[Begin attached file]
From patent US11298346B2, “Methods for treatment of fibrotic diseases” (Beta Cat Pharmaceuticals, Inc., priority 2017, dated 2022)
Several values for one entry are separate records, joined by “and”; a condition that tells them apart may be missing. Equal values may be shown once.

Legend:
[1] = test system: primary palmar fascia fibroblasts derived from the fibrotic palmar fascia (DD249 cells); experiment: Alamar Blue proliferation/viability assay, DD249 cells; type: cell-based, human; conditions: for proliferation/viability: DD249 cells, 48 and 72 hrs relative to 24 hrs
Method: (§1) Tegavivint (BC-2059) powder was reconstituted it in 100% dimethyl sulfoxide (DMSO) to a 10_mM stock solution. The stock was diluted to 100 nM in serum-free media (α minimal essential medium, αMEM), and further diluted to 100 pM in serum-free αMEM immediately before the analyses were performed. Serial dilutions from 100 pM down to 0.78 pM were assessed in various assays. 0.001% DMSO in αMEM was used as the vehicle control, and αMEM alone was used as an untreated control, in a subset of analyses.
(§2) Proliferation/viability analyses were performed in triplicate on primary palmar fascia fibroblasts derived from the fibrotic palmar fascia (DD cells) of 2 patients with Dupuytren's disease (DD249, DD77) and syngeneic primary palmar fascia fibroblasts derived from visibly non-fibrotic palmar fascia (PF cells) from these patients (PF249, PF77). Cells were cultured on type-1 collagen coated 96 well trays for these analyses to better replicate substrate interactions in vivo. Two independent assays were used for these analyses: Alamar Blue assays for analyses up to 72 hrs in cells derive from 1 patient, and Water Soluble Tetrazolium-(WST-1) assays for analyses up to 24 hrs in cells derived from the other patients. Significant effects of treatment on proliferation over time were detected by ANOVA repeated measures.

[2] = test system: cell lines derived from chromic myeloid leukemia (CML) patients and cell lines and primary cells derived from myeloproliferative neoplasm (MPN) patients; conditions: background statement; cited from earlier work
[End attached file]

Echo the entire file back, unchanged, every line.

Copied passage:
From patent US11298346B2, “Methods for treatment of fibrotic diseases” (Beta Cat Pharmaceuticals, Inc., priority 2017, dated 2022)
Several values for one entry are separate records, joined by “and”; a condition that tells them apart may be missing. Equal values may be shown once.

Legend:
[1] = test system: primary palmar fascia fibroblasts derived from the fibrotic palmar fascia (DD249 cells); experiment: Alamar Blue proliferation/viability assay, DD249 cells; type: cell-based, human; conditions: for proliferation/viability: DD249 cells, 48 and 72 hrs relative to 24 hrs
Method: (§1) Tegavivint (BC-2059) powder was reconstituted it in 100% dimethyl sulfoxide (DMSO) to a 10_mM stock solution. The stock was diluted to 100 nM in serum-free media (α minimal essential medium, αMEM), and further diluted to 100 pM in serum-free αMEM immediately before the analyses were performed. Serial dilutions from 100 pM down to 0.78 pM were assessed in various assays. 0.001% DMSO in αMEM was used as the vehicle control, and αMEM alone was used as an untreated control, in a subset of analyses.
(§2) Proliferation/viability analyses were performed in triplicate on primary palmar fascia fibroblasts derived from the fibrotic palmar fascia (DD cells) of 2 patients with Dupuytren's disease (DD249, DD77) and syngeneic primary palmar fascia fibroblasts derived from visibly non-fibrotic palmar fascia (PF cells) from these patients (PF249, PF77). Cells were cultured on type-1 collagen coated 96 well trays for these analyses to better replicate substrate interactions in vivo. Two independent assays were used for these analyses: Alamar Blue assays for analyses up to 72 hrs in cells derive from 1 patient, and Water Soluble Tetrazolium-(WST-1) assays for analyses up to 24 hrs in cells derived from the other patients. Significant effects of treatment on proliferation over time were detected by ANOVA repeated measures.

[2] = test system: cell lines derived from chromic myeloid leukemia (CML) patients and cell lines and primary cells derived from myeloproliferative neoplasm (MPN) patients; conditions: background statement; cited from earlier work